Health: Telephone Services

Health written question – answered on 25th January 2011.

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Photo of Anne Marie Morris Anne Marie Morris Conservative, Newton Abbot

To ask the Secretary of State for Health what guidelines are in place on the use of 0844 and 0845 telephone numbers by (a) GP surgeries, (b) hospitals and (c) dental practices.

Photo of Simon Burns Simon Burns The Minister of State, Department of Health

Following a public consultation on the future use of 0844 and 0845 numbers in the national health service, the Department announced on 14 September 2009, that it would be prohibiting the use of telephone numbers which charged the patient more than the equivalent cost of calling a geographical number. The Department issued guidance and directions to general practitioner practices and NHS bodies, including hospitals, which came into force on 21 December 2010.

There are no regulations or guidelines in place regarding the use of 0844 or 0845 numbers in dental practices.

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David Hickson
Posted on 29 Jan 2011 10:22 pm (Report this annotation)

Mr Burns fails to refer to the changes to the GMS and PMS contracts that were introduced in April 2010 to require NHS GPs to cease use of telephone numbers that are more expensive than the cost of an equivalent call to a Geographic number.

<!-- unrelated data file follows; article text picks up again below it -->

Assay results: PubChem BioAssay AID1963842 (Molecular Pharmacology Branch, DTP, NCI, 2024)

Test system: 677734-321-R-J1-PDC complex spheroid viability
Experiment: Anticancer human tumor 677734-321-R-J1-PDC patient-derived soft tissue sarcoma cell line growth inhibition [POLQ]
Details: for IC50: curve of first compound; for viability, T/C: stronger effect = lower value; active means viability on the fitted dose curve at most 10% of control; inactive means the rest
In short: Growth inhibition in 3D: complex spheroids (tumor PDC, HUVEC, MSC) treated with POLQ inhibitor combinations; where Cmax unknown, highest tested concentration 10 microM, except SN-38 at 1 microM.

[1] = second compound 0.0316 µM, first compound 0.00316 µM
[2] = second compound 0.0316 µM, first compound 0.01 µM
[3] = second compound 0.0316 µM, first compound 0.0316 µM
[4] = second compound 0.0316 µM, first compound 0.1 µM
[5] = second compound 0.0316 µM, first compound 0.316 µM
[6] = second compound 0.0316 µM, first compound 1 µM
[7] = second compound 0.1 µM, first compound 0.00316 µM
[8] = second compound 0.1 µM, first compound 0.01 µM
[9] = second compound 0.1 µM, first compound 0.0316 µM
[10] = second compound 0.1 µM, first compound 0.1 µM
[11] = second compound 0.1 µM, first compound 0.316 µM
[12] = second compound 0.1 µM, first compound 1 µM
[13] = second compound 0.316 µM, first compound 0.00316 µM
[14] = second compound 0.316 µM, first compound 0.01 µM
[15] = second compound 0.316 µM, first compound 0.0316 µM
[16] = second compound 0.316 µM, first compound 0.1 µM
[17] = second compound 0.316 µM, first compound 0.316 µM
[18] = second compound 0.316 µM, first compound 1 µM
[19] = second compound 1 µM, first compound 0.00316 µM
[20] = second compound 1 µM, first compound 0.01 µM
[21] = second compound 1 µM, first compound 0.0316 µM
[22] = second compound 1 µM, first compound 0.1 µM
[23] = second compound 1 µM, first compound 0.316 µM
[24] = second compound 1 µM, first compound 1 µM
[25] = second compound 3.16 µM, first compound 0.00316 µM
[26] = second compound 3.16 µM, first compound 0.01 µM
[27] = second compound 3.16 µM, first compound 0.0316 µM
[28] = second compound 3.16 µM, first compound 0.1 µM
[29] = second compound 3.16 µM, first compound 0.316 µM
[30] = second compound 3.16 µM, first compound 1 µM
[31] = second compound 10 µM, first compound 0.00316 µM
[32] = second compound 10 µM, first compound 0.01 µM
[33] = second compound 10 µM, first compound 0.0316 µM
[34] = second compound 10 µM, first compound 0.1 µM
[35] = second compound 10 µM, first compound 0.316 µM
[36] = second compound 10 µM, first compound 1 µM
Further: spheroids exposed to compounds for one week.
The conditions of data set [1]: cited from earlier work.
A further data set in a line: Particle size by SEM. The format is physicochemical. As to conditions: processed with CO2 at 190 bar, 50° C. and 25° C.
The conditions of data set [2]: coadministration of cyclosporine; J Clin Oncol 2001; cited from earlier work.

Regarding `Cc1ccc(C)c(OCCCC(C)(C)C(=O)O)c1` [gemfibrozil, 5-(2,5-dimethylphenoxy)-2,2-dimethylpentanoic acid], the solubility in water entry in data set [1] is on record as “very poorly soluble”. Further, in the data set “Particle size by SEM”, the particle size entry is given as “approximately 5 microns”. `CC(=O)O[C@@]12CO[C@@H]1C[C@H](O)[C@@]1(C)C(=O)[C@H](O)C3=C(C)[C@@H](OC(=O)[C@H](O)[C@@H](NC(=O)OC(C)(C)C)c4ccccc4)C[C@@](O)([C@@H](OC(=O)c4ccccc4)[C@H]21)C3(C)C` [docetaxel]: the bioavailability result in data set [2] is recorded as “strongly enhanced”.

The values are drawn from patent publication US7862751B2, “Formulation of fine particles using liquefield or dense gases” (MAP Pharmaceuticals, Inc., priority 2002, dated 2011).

For the 75% of non-business telephone calls not made under the terms of the regulated rates imposed on BT, calls to 0845 numbers are more expensive than calls to geographic numbers. All calls to 0844 numbers are more expensive under the terms of all telephone tariffs.

Ofcom now classifies calls to 084 numbers as "Business Rate". It is currently consulting on proposals for declaration of the "Service Charge" element of the cost, which applies in all cases, to be made whenever these numbers are given.

The Directions to NHS bodies, which were issued in December 2009, required compliance by 21 December 2010 - this has not been achieved.
The GP contract changes require compliance by 31 March 2011.

One fears that Mr Burns's omission is confirmation that he will not be taking action to ensure enforcement before this pending deadline.

See more comment in my media release -

PCTs, who currently commission NHS dentistry, pharmacy and ophthalmology services, as well as those who provide them, are under a legal obligation to have regard to the terms of the NHS Constitution. Use of a telephone number that includes a "Service Charge" is a clear breach of the right to access NHS services without charge.

Will new commissioning bodies have sufficient commitment to the 62-year-old fundamental principles of the NHS and also the time and resources to get to grips with this issue?

Is enforcement of the principles of the NHS one of the sacrifices we wish to make, as it is liberated from central control?